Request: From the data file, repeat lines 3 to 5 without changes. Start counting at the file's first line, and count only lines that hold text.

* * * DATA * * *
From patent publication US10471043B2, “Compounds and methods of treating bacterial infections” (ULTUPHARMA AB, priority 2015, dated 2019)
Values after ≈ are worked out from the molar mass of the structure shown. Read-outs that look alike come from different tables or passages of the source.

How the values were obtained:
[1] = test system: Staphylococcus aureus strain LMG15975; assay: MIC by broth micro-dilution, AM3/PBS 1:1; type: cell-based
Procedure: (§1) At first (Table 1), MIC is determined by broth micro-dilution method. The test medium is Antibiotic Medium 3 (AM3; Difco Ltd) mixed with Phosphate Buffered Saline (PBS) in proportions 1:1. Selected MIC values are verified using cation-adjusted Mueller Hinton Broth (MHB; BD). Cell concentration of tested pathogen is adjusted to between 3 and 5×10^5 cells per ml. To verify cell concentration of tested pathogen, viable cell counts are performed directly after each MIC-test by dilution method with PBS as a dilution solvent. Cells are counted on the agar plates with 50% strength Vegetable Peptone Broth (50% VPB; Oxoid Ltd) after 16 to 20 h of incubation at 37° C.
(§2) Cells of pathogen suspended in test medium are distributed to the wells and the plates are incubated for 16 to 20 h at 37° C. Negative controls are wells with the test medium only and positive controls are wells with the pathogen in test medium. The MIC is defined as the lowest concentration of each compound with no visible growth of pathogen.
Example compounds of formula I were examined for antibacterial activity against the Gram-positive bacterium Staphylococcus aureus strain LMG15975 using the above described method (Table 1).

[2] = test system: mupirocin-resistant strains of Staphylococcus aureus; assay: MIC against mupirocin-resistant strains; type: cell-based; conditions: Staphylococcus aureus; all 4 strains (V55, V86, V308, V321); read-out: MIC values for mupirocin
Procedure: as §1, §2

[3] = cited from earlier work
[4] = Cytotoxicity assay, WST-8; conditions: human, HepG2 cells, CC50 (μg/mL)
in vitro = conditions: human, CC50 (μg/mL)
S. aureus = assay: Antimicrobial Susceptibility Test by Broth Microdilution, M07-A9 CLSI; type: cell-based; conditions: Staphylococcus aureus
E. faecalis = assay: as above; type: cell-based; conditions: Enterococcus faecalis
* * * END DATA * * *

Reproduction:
How the values were obtained:
[1] = test system: Staphylococcus aureus strain LMG15975; assay: MIC by broth micro-dilution, AM3/PBS 1:1; type: cell-based
Procedure: (§1) At first (Table 1), MIC is determined by broth micro-dilution method. The test medium is Antibiotic Medium 3 (AM3; Difco Ltd) mixed with Phosphate Buffered Saline (PBS) in proportions 1:1. Selected MIC values are verified using cation-adjusted Mueller Hinton Broth (MHB; BD). Cell concentration of tested pathogen is adjusted to between 3 and 5×10^5 cells per ml. To verify cell concentration of tested pathogen, viable cell counts are performed directly after each MIC-test by dilution method with PBS as a dilution solvent. Cells are counted on the agar plates with 50% strength Vegetable Peptone Broth (50% VPB; Oxoid Ltd) after 16 to 20 h of incubation at 37° C.